Uses for Mind Mapping in Projects

project integration management technical Jan 16, 2022
Uses for Mind Mapping in Projects

Mind maps are visual diagrams that arrange information, documents, images, and other digital artifacts around more central ideas.  Creating mind maps help people think through problems and issues by allowing them to generate ideas by association. 

Mind maps are easy to create.  Here are some basic steps:

  • Decide on the central idea and place it in the middle of the map.  This can include things such as your book title, project name, a major deliverable, or a problem.
  • Think of 3-5 main ideas and connect them with lines around the central idea.  These could include things such as book chapters, sub-deliverables, or potential solutions.
  • Now brainstorm and take each idea to another level and connect them with lines to the appropriate main idea.  These may include items such as chapter sections, tasks needed to complete the sub-deliverable, and questions to ask to determine the best solution.  As you go, you can collect images, documents, and other digital artifacts and attach them to keep everything in one place.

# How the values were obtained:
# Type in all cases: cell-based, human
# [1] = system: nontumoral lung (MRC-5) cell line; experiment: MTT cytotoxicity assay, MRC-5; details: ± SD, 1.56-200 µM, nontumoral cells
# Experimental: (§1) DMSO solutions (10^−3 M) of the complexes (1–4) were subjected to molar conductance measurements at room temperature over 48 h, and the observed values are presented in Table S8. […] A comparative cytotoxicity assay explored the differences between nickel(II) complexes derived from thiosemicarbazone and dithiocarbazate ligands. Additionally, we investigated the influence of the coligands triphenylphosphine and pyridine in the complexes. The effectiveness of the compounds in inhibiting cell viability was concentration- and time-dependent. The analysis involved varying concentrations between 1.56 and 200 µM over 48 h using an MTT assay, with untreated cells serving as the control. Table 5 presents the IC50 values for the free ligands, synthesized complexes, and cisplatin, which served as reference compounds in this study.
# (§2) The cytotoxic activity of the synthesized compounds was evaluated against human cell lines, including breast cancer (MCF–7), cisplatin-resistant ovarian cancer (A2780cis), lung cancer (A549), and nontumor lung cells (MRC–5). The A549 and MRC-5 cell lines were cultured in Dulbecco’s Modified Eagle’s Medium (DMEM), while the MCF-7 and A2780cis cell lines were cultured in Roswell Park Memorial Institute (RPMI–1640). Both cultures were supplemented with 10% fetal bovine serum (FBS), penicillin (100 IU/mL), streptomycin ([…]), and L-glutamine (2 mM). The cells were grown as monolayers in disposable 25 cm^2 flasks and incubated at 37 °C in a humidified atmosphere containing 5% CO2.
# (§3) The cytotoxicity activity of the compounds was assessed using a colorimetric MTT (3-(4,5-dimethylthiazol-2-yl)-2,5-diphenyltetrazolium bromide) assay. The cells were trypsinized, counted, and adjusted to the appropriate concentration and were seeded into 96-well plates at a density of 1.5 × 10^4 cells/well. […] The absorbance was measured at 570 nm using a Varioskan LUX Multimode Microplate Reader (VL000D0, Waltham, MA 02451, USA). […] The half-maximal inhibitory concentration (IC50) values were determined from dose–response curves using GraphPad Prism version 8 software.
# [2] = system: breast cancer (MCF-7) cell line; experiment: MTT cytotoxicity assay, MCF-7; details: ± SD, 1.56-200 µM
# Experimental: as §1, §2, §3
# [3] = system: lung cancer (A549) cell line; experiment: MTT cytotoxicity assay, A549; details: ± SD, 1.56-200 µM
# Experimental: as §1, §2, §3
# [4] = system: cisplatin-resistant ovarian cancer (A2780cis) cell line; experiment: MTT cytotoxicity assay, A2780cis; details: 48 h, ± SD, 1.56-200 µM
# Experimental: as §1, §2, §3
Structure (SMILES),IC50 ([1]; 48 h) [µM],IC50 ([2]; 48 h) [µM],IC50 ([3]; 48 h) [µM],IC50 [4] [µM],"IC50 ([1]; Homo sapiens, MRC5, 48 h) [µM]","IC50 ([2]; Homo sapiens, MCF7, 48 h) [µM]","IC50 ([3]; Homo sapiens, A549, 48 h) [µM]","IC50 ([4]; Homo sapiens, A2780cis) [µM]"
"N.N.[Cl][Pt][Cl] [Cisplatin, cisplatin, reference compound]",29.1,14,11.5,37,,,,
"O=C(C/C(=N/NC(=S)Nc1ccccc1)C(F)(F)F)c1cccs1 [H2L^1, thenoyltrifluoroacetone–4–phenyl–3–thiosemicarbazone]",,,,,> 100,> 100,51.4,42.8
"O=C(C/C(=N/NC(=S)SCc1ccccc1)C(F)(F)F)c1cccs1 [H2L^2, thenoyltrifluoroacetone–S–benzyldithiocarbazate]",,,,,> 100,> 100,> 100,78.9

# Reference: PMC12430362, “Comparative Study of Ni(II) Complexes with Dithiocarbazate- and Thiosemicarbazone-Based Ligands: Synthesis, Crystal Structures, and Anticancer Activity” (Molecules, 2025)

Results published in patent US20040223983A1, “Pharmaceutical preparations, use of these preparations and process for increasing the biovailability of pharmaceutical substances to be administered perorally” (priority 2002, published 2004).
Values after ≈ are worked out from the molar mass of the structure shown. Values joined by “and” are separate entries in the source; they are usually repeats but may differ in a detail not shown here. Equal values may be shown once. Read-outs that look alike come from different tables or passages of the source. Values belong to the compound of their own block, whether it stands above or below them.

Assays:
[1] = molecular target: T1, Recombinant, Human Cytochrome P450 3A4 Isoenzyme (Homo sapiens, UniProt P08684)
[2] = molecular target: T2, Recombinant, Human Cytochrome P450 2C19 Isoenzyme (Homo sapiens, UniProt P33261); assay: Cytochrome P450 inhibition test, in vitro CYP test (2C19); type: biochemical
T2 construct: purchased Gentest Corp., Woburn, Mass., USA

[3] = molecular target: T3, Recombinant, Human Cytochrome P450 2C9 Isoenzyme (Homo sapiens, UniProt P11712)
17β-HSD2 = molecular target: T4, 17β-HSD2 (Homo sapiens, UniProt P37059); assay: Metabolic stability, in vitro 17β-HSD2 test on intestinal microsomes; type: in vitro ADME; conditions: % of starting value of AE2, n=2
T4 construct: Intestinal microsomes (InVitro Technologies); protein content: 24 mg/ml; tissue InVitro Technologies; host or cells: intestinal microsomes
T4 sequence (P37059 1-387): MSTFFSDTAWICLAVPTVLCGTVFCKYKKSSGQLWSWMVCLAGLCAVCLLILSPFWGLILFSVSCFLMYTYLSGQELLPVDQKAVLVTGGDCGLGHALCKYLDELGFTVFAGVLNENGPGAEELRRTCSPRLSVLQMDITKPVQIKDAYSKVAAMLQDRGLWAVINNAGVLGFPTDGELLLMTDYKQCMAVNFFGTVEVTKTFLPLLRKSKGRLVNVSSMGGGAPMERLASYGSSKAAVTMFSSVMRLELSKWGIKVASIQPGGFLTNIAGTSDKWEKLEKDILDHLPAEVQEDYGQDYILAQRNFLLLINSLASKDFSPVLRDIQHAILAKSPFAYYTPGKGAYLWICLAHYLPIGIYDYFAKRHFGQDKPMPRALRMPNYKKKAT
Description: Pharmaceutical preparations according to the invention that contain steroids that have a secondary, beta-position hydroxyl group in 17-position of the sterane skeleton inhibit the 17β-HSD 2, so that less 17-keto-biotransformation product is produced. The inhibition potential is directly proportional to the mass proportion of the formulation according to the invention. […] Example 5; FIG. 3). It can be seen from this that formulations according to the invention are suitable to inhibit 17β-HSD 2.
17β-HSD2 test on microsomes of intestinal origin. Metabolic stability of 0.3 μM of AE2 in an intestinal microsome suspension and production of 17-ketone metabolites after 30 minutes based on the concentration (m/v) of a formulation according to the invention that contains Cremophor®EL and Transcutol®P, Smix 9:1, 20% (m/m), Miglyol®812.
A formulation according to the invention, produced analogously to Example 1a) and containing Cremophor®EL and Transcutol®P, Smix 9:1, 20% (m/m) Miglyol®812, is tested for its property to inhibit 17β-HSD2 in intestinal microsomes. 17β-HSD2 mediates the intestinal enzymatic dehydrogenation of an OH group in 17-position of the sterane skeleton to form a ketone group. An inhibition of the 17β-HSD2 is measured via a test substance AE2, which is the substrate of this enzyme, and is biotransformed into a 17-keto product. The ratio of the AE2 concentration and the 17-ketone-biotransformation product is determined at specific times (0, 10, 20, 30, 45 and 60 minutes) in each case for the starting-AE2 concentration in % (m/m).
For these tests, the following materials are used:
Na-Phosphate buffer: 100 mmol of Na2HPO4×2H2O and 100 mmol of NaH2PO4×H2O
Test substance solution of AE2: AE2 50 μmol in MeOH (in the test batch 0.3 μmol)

• Much like a work breakdown structure, keep going until you have all the information needed to easily write the book, create the sub-deliverable, or choose the best solution.

Mind maps can be very effective tools for organizing many common project planning and management deliverables.  The central ideas in the mind map could be, but are not limited to,

  • Requirements
  • WBS
  • Test case tracking
  • Problem solving
  • Organization charts
  • Meetings and minutes tracking

According to an article by Cathy Byrnes, using mind mapping in projects can help eliminate duplication of effort, encourage creative thinking, and make your presentations stand out.  Her article contains more examples and ideas for including mind maps in project plans.

Personally, I use a combination of mind mapping and outlining when I'm creating a new book.  For me, it helps me ensure completeness of the topics I want to cover.  You can find a mind map (created by mind42.com) for the first edition of Risk Assessment Framework here.

Want to try a mind mapping application for your projects?  There is a free trial of MatchWare's MindView 7 available here.  Or if you prefer a cloud-based browser version, you can use Mind42 for free.

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